Generalization of futures/promises – Guarantees deterministic outcomes (if used correctly) • Implemented in Scala – Statically-typed, integrates functional and object-oriented programming – Supported backends: JVM, JavaScript (+ experimental native backend) • Integrated with OPAL, a state-of-the-art JVM bytecode analysis framework 23 Ongoing work on checking correctness
  24. Philipp Haller Example • Two key concepts: cells and handlers

    • Cell completers permit writing, cells only reading (concurrently) 24 val completer1 = CellCompleter[...] val completer2 = CellCompleter[...] val cell1 = completer1.cell val cell2 = completer2.cell cell2.when(cell1) { update => if (update.value == Impure) FinalOutcome(Impure) else NoOutcome } completer1.putFinal(Impure)
  25. Philipp Haller Example • Two key concepts: cells and handlers

    • Cell completers permit writing, cells only reading (concurrently) 25 val completer1 = CellCompleter[...] val completer2 = CellCompleter[...] val cell1 = completer1.cell val cell2 = completer2.cell cell2.when(cell1) { update => if (update.value == Impure) FinalOutcome(Impure) else NoOutcome } completer1.putFinal(Impure)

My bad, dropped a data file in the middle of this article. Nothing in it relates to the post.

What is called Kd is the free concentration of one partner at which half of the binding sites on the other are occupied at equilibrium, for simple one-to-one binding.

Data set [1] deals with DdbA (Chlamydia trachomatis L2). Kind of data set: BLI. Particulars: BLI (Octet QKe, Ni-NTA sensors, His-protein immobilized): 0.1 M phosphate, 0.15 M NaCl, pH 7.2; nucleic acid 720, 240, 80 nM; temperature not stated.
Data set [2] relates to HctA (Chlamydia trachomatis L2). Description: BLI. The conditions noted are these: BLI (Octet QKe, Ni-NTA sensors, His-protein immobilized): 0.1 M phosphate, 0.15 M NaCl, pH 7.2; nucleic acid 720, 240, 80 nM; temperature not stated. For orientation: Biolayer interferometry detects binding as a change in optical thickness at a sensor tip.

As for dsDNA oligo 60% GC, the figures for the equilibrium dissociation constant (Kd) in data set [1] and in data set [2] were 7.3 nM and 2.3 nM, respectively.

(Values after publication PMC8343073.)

26. Philipp Haller Scheduling Strategies • Priorities for message propagations depending

    on number of dependencies of source/target nodes and dependees/dependers 26
  27. Philipp Haller Experimental Evaluation • Implementation of IFDS1 analysis framework

    • Use IFDS framework to implement taint analysis – search for methods with String parameter that is later used in an invocation of Class.forName (i.e., reflective, dynamic class loading) 27 1 Interprocedural Finite Distributive Subset
  28. Philipp Haller Parallel Static Analysis: Results Analysis executed on Intel(R)

    Core(TM) i9-7900X CPU @ 3.30GHz (10 cores) using 16 GB RAM running Ubuntu 18.04.3 and OpenJDK 1.8_212 28 0 20 40 60 80 100 120 140 DefaultScheduling SourcesWithManyTargetsLast TargetsWithManyTargetsLast TargetsWithManySourcesLast SourcesWithManySourcesLast OPAL - Sequential Heros Runtime (s) Threads 1 5 10 15 20 20 25 30 35 • Heros: best speed-up 2.36x @ 8 threads • RANG (us): speed-up 3.53x @ 8 threads, 3.98x @ 16 threads
  29. Philipp Haller Conclusion • Challenge:
 Building distributed systems providing high

    scalability, reliability, and availability – System builders use various unsafe techniques to achieve these properties – How can we support system builders and prevent bugs? • Thesis:
 Programming language techniques can help! – Language constructs, abstractions • for composing systems modularly • for exploiting parallelism, replication, etc. – Type systems and static analysis for preventing hard-to-reproduce bugs 29